Image Courtesy of Brad Clement

From: Brad Clement
Nepal, October 12, 2008

Annapurna IV Summary Part 3 of 3

Here is part 3 of the summary from Annapurna IV, covering Camps 2 to 3 and our decision to turn around before reaching the summit....

PART III - Camp 2 to Camp 3, and the decision to turn around

As with our move to Camp 2, we ended up making an intermediate camp en route to Camp 3. The weather and snow conditions made for very slow moving, and we ended up camping just short of our projected Camp 3. Our intermediate camp was placed on an ice fin between two HUGE crevasses (cracks in a glacier) which made it a very dramatic camp. Before reaching the official Camp 3, we had to climb over a large Bergshrund (a type of crevasse) and then continued up over 300 feet of near vertical ice, which made for very challenging climbing at nearly 21,000 feet. As with all of our travels, we climbed with heavy backpacks full of food, tents, ropes and other climbing gear. The snow conditions bordered on being dangerous for avalanches, but we pushed through and finally arrived at Camp 3 at 21,500 feet. Camp 3 is on the massive summit plateau of the mountain, and from here there are only 3,200 vertical feet to go until the summit!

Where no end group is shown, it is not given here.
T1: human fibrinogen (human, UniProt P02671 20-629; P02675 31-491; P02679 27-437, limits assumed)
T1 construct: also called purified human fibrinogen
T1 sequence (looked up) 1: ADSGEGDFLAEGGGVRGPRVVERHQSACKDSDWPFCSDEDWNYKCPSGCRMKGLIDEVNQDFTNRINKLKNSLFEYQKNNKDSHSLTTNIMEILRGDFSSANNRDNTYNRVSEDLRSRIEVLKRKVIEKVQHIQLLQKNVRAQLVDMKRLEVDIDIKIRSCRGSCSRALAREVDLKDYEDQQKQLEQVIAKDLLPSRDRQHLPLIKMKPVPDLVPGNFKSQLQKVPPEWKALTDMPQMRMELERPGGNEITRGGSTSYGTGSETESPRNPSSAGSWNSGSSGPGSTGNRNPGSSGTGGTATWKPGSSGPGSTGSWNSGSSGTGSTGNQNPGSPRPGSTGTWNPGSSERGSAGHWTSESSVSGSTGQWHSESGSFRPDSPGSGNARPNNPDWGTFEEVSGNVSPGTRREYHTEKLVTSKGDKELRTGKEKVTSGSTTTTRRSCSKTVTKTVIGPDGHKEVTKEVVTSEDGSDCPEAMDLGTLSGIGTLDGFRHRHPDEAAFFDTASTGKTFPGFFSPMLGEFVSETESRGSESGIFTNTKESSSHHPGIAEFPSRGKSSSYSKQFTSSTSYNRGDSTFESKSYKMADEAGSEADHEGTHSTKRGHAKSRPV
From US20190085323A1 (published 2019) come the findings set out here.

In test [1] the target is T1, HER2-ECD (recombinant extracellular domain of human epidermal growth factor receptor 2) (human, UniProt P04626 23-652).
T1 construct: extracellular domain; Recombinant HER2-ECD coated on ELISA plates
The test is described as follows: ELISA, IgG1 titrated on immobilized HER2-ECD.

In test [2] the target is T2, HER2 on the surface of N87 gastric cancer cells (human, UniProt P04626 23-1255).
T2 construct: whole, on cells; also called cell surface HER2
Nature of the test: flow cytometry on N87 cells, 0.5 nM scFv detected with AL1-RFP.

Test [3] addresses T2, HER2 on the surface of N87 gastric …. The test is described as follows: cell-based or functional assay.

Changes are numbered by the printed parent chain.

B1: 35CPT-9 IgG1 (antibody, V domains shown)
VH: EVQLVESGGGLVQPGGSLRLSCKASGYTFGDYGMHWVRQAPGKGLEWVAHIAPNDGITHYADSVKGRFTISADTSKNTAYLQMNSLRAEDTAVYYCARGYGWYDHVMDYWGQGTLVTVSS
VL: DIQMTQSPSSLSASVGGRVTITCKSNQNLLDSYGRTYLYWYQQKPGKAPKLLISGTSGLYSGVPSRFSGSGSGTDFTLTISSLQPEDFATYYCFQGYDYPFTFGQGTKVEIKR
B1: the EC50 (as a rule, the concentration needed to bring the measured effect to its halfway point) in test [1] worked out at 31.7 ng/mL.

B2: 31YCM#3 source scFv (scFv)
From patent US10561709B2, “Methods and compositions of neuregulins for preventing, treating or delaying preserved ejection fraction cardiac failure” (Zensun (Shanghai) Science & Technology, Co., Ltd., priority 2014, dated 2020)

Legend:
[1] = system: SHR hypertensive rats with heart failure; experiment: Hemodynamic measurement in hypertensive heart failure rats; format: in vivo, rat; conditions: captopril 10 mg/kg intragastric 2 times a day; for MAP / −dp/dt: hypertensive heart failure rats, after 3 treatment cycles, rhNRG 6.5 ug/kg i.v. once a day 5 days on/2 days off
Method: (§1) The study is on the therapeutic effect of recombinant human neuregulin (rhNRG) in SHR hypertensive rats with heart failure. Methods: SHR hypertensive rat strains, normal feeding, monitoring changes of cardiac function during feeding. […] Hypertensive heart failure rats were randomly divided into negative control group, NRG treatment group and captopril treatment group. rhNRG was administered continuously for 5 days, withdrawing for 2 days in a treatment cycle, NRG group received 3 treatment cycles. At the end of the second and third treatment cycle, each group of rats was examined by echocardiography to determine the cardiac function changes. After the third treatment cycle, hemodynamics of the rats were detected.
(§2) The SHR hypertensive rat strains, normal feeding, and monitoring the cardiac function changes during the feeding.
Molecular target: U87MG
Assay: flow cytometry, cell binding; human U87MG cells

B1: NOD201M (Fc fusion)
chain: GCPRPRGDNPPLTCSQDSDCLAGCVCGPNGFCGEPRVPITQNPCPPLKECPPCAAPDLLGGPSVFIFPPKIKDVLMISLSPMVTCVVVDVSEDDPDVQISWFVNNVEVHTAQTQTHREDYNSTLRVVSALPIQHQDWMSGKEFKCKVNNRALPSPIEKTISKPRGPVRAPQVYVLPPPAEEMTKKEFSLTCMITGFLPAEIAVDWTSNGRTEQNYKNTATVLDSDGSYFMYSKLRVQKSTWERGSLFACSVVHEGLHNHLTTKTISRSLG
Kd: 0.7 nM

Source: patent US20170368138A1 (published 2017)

By the time we reached Camp 3, we had spent two weeks completely alone on the mountain, carrying all of our supplies on our backs and living in a 4x6 foot tent on snow and ice. Our plan was to travel to one more camp and then try to reach the top of the mountain. We set off for Camp 4 in good spirits, but as we moved further up the mountain, we began to see how dangerous the top of the mountain looked. The upper slopes near the top of the mountain were covered with massive seracs and cornices (columns of ice and ledges of snow) which were actively dropping ice and snow to areas below. To reach the summit, we would have to travel under, around, and over these very dangerous obstacles. We decided it was too risky and dangerous, so we turned around and gave up on our chance for reaching the top. It took us three days to return to Base Camp.

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Postcards from the Field: Annapurna

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